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The lines between the tools used in the gaming industry and the film industry are getting blurrier each year.
Not at least thanks to Unreal Engine, which is now being used on hit shows like The Mandalorian and Obi-Wan Kenobi.
For those unfamiliar, Unreal Engine (UE) is, in essence, a gaming engine created for making video games. It can handle everything from simple indie 2D pixel platform games to complex AAA titles involving a huge team.
But over the last decade or so, Epic Games has continuously developed the gaming engine so that it can also be used for movie production.
The latest iteration of Unreal Engine 5 (UE5) is a fully capable movie studio. It includes all the tools you need, from advanced motion capture of MetaHumans to rendering photorealistic Megascan landscapes or cities – and much more!
You can get a sense of the capabilities in The Matrix Awakens, which was made using Unreal Engine 5.
At the moment, I see two major trends in how UE5 is used in movie production: as LCD backdrops on the soundstage as an alternative to green screen and blue screen and as an animation studio.
Unreal Engine and LCD real-time background rendering
Shows like The Mandalorian and Obi-Wan Kenobi use giant LCD screens as a backdrop to the actors and render majestic landscapes and other scenes in real time. This works as an alternative to green and blue screens that need to have the background done in post-production.
Real-time projection of the scenes helps the actors, camera people, and director envision during the performance.
Also, you can place the camera in 3D space and see the scene in real-time, which offers a considerable advantage over post-production chroma keying in terms of blocking, framing, and choosing camera angles.
However, filming against huge LCD backdrops also creates new challenges, such as moiré from the screens and matching the lighting on actors against the light output from the backdrop.
Unreal Engine as an animation tool
The other trend I see is using UE as a 3D animation suite. And this is the path I want to explore (since I don’t have a huge soundstage with LCD screens available).
I usually do 2D animation and motion graphics for clients using Adobe After Effects.
I’ve also played a bit around in Blender but never really gotten a hang of it because I can not get used to the UI – believe me, I’ve tried!
Tools like Cinema 4D and Maya have been out of my price league. So suddenly having such a powerful tool as UE at my disposal for free is a godsend because I’ve wanted to try out 3D animation for some time.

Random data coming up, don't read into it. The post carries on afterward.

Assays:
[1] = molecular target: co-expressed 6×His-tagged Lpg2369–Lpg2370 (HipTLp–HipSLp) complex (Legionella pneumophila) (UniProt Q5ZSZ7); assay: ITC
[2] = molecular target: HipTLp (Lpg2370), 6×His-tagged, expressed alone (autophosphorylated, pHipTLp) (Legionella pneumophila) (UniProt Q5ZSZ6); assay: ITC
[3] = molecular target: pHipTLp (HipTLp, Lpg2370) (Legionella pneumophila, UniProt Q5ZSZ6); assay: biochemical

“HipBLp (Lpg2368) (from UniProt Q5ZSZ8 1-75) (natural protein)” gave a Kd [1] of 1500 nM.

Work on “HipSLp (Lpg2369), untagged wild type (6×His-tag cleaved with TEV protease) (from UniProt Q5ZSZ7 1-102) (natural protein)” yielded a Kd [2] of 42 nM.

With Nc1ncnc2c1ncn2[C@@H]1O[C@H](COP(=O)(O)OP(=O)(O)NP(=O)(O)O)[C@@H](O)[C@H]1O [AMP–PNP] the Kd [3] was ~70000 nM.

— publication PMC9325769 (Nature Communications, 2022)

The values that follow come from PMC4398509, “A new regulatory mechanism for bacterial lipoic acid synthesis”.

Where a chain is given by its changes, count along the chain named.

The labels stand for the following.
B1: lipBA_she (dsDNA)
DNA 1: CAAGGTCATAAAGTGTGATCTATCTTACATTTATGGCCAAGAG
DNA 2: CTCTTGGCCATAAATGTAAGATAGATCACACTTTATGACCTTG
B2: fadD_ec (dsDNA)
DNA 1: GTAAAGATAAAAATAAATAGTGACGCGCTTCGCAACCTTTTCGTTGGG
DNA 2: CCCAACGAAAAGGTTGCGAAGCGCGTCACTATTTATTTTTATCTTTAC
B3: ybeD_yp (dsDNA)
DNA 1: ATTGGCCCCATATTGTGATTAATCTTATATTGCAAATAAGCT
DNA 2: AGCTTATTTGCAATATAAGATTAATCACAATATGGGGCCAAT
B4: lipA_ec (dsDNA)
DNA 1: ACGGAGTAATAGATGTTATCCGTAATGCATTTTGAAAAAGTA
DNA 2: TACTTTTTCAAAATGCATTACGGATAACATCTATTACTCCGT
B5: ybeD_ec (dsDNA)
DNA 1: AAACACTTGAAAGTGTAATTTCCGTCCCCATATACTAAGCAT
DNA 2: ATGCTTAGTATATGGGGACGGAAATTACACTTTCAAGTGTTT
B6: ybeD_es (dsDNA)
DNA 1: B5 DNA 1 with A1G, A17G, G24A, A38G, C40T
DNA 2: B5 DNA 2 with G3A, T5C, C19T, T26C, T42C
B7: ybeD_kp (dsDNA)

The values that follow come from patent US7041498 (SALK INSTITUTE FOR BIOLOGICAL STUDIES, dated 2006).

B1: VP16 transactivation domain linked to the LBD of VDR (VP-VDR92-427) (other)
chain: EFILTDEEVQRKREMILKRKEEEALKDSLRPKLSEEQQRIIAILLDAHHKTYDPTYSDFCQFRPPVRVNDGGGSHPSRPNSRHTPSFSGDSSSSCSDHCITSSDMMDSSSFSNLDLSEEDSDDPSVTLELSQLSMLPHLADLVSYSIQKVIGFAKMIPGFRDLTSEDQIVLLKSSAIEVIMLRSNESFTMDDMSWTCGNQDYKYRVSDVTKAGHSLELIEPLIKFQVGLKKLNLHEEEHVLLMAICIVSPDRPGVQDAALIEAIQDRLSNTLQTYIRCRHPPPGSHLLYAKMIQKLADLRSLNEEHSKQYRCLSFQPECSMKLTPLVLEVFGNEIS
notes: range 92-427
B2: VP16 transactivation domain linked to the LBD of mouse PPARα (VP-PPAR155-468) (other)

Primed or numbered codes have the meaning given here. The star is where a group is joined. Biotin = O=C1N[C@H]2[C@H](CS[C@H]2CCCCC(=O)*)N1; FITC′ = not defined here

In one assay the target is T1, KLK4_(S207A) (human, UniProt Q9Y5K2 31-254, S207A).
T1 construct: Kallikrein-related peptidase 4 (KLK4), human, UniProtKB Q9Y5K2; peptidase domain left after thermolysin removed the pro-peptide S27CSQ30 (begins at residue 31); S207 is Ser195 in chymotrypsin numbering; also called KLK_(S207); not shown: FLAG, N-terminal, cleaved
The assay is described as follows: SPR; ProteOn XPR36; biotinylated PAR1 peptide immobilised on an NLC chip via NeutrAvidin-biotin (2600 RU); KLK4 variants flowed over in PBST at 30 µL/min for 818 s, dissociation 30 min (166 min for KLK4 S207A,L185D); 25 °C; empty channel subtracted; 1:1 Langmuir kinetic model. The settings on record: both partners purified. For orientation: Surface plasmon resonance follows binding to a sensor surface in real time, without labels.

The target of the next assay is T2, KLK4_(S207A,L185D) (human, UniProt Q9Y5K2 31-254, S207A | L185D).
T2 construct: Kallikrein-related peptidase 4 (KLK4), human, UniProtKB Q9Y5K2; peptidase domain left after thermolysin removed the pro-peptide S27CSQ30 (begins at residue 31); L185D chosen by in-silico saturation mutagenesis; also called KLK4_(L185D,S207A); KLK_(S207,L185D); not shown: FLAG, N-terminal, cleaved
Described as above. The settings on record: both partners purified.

Not only that, you can even create linear commercial products such as film and short films royalty-free using the engine:
[…] Under the standard EULA, there are no fees or royalties payable to Epic Games for creating and releasing linear content—that is, content which is viewed as a series of sequential frames (or as a single frame), rather than as an interactive experience. Linear content includes films, TV shows and commercials, videos, and still images.Source: https://www.unrealengine.com/en-US/faq
The first steps: a STEEP learning curve
Okay, so learning new stuff is often hard in the beginning.
And learning a complex piece of software such as UE is no walk in the park. And because it’s first and foremost a gaming engine, it comes with many advanced tools I’ve never seen before as a videographer.
I’ve given myself a time span of a maximum of two years to complete a short film in UE. And I’m starting from scratch.
I thought it would be fun to share the process along the way as I did with my first short film VECTOR.
My first few weeks have been a humbling experience.
Fx, I had to learn the new UI. The most basic things like how to move the camera around in the viewport were suddenly a challenge. Or how to move the joints of a character and create a simple animation.
Below you can see my first stumbling steps:
Day 1: Creating a scene and animating a camera
The first night. I focused on creating a simple landscape, a camera, and some movement in the foliage.
Day 2: Creating a night Cyberpunk scene
Day 7: Creating a Cyberpunk city with blooming windows at night
I followed this amazing guide by Indrajeet Sisodiya to create a cyberpunk city from above.
This guide got me a step closer to the look I want to achieve in the final project.
I’ll keep posting these personal accounts from the Unreal Engine trenches over the coming months.
Venturing into 3D animation is new ground for me, so it’ll be exciting to see how this turns out.
Hopefully, I’ll pick up some tricks that I can pass on to you along the way.
I hope you’ll tag along.
About the author:
Jan Sørup is a videographer and photographer from Denmark. He owns filmdaft.com and the Danish company Apertura, which produces video content for big companies in Denmark and Scandinavia. Jan has a background in music, has drawn webcomics, and is a former lecturer at the University of Copenhagen.